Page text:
. It's about 16 minutes long.
posted by insectosaurus
on Mar 3, 2012 -
Day at Night
was an interview series on the public television station of the City University of New York that aired from 1973-4. CUNY TV is in the process of digitizing and uploading the 130 episodes that were produced, with 46 done so far. The episodes are just under half an hour in length. Among the people interviewed by host James Day are author Ray Bradbury
, actress Myrna Loy
, medical researcher Jonas Salk
, singer Cab Calloway
, writer Christopher Isherwood
, nuclear scientist Edward Teller
, comedian Victor Borge
, tennis player Billie Jean King
, linguist and activist Noam Chomsky
, composer Aaron Copland
, actor Vincent Price
and boxer Muhammad Ali
posted by Kattullus
on Jan 16, 2012 -
On November 13, 1982, in an outdoor arena next to Caesar's Palace in Las Vegas, Ray "Boom Boom" Mancini beat Duk Koo Kim to retain his World Boxing Association lightweight championship title. It was a thrilling match
, but its aftermath quickly turned into a nightmare
, as Kim fell into a coma, and, a few days later, died. The bout's effects have rippled outward ever since. [more inside]
posted by ocherdraco
on Jan 5, 2012 -
'Few Americans today can name more than one or two current boxers
, but boxing once stood at the center of American life. It has become a ghost sport, long discredited but still hovering in the nation’s consciousness, refusing to go away and be silent entirely. But there was a time when things were very different. Boxing's history winds a thread through the broader history of the nation.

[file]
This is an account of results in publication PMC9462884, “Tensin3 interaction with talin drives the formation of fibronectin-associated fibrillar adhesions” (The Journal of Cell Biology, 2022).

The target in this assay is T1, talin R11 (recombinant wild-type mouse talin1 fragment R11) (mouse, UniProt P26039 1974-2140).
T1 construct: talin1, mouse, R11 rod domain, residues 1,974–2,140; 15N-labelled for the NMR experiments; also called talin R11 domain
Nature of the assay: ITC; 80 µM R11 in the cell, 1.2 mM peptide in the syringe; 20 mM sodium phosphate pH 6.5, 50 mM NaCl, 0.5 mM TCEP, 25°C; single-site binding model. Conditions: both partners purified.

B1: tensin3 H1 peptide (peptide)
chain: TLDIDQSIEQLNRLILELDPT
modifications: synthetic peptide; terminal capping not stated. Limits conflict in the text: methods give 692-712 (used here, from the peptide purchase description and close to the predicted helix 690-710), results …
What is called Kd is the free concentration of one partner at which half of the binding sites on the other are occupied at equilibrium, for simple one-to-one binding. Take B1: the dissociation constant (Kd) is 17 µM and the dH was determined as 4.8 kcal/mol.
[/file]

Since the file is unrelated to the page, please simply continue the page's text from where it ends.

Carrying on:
posted by zarq
on Sep 14, 2011 -
"I used to say that Ali was the best I'd ever seen," says Arum, an industry legend who co-promoted the Ali-Frazier "Thrilla in Manila" in 1975. "I had never said that about another man. I don't use those words cheaply. But here it is: Manny Pacquiao
is the best I have ever seen, including Ali.
posted by AceRock
on Mar 14, 2010 -
At 104, fit & spry Joe Rollino
was the last classic strongman
-- the sport of strength athletics
, which evolved into modern bodybuilding. Standing 5'10" and weighing a mere 145 pounds
, he was a fixture on Coney Island
, known for feats of strength like 450 pound teeth lifts, or bending quarters with his fingers. Rollino also boxed in the 1920's as "Kid Dundee"
, and returned from World War II decorated with the Silver Star, Bronze Star, and three Purple Hearts. Joe Rollino never drank, never smoked, was a lifetime vegetarian and a confirmed bachelor. He died today
after being struck by a minivan.
posted by Chinese Jet Pilot
on Jan 11, 2010 -
"For a long time it has been a kind of martial arts Loch Ness monster: an American fighting form with supposedly sinister origins that many have heard of but few have seen or experienced. No one, it seemed, had any concrete proof that it existed, or at least none they were willing to share.
Until (2:36) recently."
Longer (5:19) ver here [more inside]
posted by P.o.B.
on Jun 25, 2009 -
is a form of boxing associated with the Hausa
people of the Saharan regions of West Africa. It is essentially a striking art
. The primary weapon is the strong-side fist
. Known as the spear, it is wrapped in a piece of cloth covered by tightly knotted cord. The lead hand, called the shield, is held with the open palm facing toward the opponent. The lead hand can be used to grab or hold as required. Officials generally discourage the use of magical protection on the grounds of fairness.
posted by hob
on Nov 6, 2007 -
Forgive Some Sinner
. "With age 70 bearing down hard upon him, Dad had by then written for better than 40 years, during which he had become celebrated, later disgraced, and I would like to think ultimately redeemed... Good as some of his old stories are, it always seemed to me that his own was better than any of them; I only wish he had written it himself."
Mark Kram Jr. examines his late father's complicated legacy.
posted by amyms
on Oct 27, 2007 -